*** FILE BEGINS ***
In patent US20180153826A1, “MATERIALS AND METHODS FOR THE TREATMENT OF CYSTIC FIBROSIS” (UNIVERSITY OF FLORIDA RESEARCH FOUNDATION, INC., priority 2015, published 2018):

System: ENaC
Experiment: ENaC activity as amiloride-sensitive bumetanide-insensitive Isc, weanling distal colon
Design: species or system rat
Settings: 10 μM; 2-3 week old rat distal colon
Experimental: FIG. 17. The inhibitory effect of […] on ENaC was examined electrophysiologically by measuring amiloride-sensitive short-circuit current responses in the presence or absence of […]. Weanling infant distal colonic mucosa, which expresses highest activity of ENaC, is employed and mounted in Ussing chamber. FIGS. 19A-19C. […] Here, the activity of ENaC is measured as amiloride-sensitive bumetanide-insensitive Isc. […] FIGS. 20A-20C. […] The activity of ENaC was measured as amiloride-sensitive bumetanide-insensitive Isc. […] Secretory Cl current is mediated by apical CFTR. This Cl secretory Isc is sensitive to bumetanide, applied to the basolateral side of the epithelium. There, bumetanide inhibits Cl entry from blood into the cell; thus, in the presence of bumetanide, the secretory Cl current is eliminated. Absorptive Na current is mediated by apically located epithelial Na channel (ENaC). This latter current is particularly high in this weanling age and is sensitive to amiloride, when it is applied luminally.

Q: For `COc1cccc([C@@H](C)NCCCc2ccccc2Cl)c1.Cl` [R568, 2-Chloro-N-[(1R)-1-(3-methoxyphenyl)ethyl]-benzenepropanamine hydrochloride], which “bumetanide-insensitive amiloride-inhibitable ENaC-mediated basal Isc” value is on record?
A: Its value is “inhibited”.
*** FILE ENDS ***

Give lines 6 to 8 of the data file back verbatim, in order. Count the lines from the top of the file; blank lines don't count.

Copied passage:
Experimental: FIG. 17. The inhibitory effect of […] on ENaC was examined electrophysiologically by measuring amiloride-sensitive short-circuit current responses in the presence or absence of […]. Weanling infant distal colonic mucosa, which expresses highest activity of ENaC, is employed and mounted in Ussing chamber. FIGS. 19A-19C. […] Here, the activity of ENaC is measured as amiloride-sensitive bumetanide-insensitive Isc. […] FIGS. 20A-20C. […] The activity of ENaC was measured as amiloride-sensitive bumetanide-insensitive Isc. […] Secretory Cl current is mediated by apical CFTR. This Cl secretory Isc is sensitive to bumetanide, applied to the basolateral side of the epithelium. There, bumetanide inhibits Cl entry from blood into the cell; thus, in the presence of bumetanide, the secretory Cl current is eliminated. Absorptive Na current is mediated by apically located epithelial Na channel (ENaC). This latter current is particularly high in this weanling age and is sensitive to amiloride, when it is applied luminally.

Q: For `COc1cccc([C@@H](C)NCCCc2ccccc2Cl)c1.Cl` [R568, 2-Chloro-N-[(1R)-1-(3-methoxyphenyl)ethyl]-benzenepropanamine hydrochloride], which “bumetanide-insensitive amiloride-inhibitable ENaC-mediated basal Isc” value is on record?
A: Its value is “inhibited”.